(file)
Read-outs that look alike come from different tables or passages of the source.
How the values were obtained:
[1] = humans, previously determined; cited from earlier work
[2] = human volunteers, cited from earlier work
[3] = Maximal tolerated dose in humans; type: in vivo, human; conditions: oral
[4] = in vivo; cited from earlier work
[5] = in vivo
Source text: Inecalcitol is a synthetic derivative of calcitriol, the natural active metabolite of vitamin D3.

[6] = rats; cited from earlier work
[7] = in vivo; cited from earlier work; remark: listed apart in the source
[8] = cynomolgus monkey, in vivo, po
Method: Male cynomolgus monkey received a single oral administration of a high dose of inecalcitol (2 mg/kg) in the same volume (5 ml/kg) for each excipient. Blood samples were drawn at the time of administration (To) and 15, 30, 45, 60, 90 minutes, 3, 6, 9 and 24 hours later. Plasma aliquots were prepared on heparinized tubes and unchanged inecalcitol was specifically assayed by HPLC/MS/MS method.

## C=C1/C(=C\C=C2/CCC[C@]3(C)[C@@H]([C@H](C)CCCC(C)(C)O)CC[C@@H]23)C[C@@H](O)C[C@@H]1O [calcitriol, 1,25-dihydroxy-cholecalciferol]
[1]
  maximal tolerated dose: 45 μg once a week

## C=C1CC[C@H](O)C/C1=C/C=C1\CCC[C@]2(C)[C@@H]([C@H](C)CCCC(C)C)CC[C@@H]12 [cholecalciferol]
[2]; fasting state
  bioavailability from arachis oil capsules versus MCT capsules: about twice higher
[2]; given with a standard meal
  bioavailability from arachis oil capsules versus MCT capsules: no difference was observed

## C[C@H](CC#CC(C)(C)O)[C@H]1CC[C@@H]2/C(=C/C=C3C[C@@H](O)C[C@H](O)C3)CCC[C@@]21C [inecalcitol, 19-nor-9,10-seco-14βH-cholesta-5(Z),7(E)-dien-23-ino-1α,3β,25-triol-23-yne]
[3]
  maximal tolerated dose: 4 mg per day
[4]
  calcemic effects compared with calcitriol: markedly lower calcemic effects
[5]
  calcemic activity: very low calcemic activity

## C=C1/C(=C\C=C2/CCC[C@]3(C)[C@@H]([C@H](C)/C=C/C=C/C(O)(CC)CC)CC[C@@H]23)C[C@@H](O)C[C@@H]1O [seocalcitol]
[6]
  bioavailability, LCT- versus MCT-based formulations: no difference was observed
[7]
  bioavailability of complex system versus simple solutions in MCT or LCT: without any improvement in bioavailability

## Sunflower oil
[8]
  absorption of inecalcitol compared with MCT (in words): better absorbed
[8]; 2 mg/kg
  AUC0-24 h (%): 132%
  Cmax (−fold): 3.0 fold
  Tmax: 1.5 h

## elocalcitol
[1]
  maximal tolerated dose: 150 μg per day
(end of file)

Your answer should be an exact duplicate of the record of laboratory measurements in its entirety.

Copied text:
Read-outs that look alike come from different tables or passages of the source.
How the values were obtained:
[1] = humans, previously determined; cited from earlier work
[2] = human volunteers, cited from earlier work
[3] = Maximal tolerated dose in humans; type: in vivo, human; conditions: oral
[4] = in vivo; cited from earlier work
[5] = in vivo
Source text: Inecalcitol is a synthetic derivative of calcitriol, the natural active metabolite of vitamin D3.

[6] = rats; cited from earlier work
[7] = in vivo; cited from earlier work; remark: listed apart in the source
[8] = cynomolgus monkey, in vivo, po
Method: Male cynomolgus monkey received a single oral administration of a high dose of inecalcitol (2 mg/kg) in the same volume (5 ml/kg) for each excipient. Blood samples were drawn at the time of administration (To) and 15, 30, 45, 60, 90 minutes, 3, 6, 9 and 24 hours later. Plasma aliquots were prepared on heparinized tubes and unchanged inecalcitol was specifically assayed by HPLC/MS/MS method.

## C=C1/C(=C\C=C2/CCC[C@]3(C)[C@@H]([C@H](C)CCCC(C)(C)O)CC[C@@H]23)C[C@@H](O)C[C@@H]1O [calcitriol, 1,25-dihydroxy-cholecalciferol]
[1]
  maximal tolerated dose: 45 μg once a week

## C=C1CC[C@H](O)C/C1=C/C=C1\CCC[C@]2(C)[C@@H]([C@H](C)CCCC(C)C)CC[C@@H]12 [cholecalciferol]
[2]; fasting state
  bioavailability from arachis oil capsules versus MCT capsules: about twice higher
[2]; given with a standard meal
  bioavailability from arachis oil capsules versus MCT capsules: no difference was observed

## C[C@H](CC#CC(C)(C)O)[C@H]1CC[C@@H]2/C(=C/C=C3C[C@@H](O)C[C@H](O)C3)CCC[C@@]21C [inecalcitol, 19-nor-9,10-seco-14βH-cholesta-5(Z),7(E)-dien-23-ino-1α,3β,25-triol-23-yne]
[3]
  maximal tolerated dose: 4 mg per day
[4]
  calcemic effects compared with calcitriol: markedly lower calcemic effects
[5]
  calcemic activity: very low calcemic activity

## C=C1/C(=C\C=C2/CCC[C@]3(C)[C@@H]([C@H](C)/C=C/C=C/C(O)(CC)CC)CC[C@@H]23)C[C@@H](O)C[C@@H]1O [seocalcitol]
[6]
  bioavailability, LCT- versus MCT-based formulations: no difference was observed
[7]
  bioavailability of complex system versus simple solutions in MCT or LCT: without any improvement in bioavailability

## Sunflower oil
[8]
  absorption of inecalcitol compared with MCT (in words): better absorbed
[8]; 2 mg/kg
  AUC0-24 h (%): 132%
  Cmax (−fold): 3.0 fold
  Tmax: 1.5 h

## elocalcitol
[1]
  maximal tolerated dose: 150 μg per day